This, this was heartbreak. The pain in your chest, the ache behind your eyes. The knowing that things will never be the same again. It’s all relative, I suppose. You think you know love, you think you know real pain, but you don’t. You don’t know anything.
I’m not sure when I started crying. When I got started, I couldn’t stop. I couldn’t breathe.
My mother crossed the room and knelt down on the floor with me, hugging me, rocking me back and forth. But she didn’t cry. She wasn’t even there.
She was an upright reed, an empty harbor.
My mother drove up to Boston that same day. The only reason she’d even been at home that day had been to check on me and get a change of clothes. She’d thought there’d be more time. She should’ve been there, when Susannah died. If only for the boys. I was sure she was thinking the same thoughts.
In her best professor voice, she told Steven and me that we would drive ourselves up in two days, the day of the funeral. She didn’t want us in the way of funeral preparations; there was a lot of work to be done. Ends in need of tying up.
My mother had been named executor of the will, and of course Susannah had known exactly what she was doing when she’d picked her. It was true that there was no one better for the job, that they’d been going over things even before Susannah died. But even more than that, my mother was at her best when she was busy, doing things. She did not fall apart, not when she was needed. No, my mother rose to the occasion. I wished that was a gene I’d inherited. Because I was at a loss. I didn’t know what to do with myself.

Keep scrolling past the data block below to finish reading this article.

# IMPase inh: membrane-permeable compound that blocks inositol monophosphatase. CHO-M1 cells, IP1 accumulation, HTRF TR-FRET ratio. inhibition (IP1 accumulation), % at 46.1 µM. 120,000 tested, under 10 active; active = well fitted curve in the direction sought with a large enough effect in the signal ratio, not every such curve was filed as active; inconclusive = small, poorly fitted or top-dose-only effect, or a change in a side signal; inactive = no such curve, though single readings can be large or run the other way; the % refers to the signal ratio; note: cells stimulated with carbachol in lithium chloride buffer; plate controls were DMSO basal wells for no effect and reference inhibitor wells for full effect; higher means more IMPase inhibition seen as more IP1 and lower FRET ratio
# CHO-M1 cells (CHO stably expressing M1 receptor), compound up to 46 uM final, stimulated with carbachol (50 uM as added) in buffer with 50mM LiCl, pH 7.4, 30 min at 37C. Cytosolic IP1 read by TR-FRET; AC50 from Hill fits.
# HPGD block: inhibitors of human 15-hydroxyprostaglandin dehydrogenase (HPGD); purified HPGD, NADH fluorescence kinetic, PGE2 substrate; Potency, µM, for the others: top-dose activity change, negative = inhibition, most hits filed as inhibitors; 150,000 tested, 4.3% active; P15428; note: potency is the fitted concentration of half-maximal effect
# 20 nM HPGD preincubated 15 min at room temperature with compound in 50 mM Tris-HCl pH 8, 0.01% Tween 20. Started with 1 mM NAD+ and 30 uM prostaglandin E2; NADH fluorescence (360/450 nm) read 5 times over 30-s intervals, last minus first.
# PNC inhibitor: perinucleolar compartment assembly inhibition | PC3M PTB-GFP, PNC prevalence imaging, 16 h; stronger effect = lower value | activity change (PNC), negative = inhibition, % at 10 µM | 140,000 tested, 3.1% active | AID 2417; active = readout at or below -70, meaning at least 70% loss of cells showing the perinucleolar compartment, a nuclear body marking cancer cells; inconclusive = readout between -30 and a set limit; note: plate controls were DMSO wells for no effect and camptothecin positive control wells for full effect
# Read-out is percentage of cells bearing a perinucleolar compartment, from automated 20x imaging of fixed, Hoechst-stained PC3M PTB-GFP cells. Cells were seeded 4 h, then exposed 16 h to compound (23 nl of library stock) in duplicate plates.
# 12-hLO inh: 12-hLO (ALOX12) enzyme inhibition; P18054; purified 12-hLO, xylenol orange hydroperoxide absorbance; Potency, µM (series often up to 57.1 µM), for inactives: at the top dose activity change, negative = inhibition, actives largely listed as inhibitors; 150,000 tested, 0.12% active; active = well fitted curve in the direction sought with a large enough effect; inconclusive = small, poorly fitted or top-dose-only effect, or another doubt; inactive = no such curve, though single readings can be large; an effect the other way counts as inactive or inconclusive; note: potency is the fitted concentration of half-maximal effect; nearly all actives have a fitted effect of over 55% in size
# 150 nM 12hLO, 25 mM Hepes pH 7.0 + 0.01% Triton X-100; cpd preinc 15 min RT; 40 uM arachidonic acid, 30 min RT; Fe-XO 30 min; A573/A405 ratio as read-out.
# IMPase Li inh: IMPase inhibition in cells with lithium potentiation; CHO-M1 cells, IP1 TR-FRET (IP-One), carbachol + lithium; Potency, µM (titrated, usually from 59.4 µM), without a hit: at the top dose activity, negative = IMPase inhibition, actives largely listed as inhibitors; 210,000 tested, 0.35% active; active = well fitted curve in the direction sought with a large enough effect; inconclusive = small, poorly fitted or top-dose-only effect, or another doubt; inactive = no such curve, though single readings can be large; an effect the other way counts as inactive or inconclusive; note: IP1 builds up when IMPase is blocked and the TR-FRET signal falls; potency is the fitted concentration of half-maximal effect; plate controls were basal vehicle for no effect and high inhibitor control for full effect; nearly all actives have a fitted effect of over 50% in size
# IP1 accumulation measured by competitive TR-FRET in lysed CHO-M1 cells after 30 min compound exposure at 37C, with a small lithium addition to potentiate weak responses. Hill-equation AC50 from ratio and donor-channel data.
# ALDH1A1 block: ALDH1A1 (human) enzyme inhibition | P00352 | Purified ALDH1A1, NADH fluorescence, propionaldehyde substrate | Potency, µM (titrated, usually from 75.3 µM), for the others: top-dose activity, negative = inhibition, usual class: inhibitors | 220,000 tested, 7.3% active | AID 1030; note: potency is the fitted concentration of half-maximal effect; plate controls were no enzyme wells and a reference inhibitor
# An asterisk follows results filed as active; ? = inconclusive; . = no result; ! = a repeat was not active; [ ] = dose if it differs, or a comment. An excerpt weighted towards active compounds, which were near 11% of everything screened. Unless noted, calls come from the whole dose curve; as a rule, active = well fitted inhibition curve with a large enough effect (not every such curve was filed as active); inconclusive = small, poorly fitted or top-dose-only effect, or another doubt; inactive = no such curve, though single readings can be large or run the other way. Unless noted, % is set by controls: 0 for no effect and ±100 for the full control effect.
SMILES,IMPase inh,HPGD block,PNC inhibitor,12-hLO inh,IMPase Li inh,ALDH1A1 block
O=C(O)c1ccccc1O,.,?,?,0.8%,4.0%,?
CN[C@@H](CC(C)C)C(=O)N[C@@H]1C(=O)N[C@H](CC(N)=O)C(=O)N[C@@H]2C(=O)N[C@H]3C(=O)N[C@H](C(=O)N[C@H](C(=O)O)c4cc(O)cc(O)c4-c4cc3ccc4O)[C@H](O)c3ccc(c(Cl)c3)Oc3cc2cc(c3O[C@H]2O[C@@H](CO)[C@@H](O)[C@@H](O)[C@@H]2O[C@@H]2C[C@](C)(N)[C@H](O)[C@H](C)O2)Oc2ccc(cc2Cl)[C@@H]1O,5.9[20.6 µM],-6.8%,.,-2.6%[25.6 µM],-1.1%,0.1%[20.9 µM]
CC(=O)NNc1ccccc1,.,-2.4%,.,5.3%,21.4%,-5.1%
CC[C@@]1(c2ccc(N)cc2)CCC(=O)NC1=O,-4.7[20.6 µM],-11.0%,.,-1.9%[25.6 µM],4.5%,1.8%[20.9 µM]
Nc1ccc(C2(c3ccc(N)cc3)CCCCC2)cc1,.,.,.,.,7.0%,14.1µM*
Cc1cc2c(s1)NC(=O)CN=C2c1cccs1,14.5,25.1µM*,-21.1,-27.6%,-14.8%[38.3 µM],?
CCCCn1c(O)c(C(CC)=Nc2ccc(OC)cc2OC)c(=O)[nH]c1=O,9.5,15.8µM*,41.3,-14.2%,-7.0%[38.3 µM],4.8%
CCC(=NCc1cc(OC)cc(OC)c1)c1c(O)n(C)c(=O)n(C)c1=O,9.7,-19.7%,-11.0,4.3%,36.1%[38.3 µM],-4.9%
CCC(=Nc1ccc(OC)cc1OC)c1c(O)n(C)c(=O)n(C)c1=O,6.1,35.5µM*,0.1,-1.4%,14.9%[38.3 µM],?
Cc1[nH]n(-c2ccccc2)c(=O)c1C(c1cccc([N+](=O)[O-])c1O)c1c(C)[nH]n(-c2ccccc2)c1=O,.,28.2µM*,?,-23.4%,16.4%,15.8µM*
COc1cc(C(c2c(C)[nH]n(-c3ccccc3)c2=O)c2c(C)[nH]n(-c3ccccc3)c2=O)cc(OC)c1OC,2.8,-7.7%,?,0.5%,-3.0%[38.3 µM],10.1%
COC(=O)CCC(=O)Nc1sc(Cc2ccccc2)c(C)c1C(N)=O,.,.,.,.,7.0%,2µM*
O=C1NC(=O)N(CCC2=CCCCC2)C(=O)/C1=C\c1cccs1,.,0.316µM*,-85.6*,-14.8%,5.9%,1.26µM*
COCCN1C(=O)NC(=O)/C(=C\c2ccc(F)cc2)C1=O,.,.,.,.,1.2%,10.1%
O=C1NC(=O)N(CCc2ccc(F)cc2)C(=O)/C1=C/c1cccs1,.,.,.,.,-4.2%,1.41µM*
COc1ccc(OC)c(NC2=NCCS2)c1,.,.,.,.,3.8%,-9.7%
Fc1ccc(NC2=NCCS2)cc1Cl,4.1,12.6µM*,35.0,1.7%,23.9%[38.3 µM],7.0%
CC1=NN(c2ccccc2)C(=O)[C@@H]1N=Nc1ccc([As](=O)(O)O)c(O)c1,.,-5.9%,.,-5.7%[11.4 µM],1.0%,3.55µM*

Contemplating the situation, I considered reaching out to Conrad. Several times, I found myself hovering over my phone, debating whether to dial his number. But I couldn’t do it. I didn’t know what to say. I was afraid of saying the wrong things, of making things worse. And then I thought about cal ing Jeremiah. But it was the fear that kept me back. I knew that the moment I cal ed, the moment I said it out loud, it would be true. She would real y be gone.
On the drive up, we were mostly quiet. Steven’s only suit, the one he’d just worn to prom, was wrapped in plastic and hung in the backseat. I hadn’t bothered to hang up my dress. “What will we say to them?” I asked at last.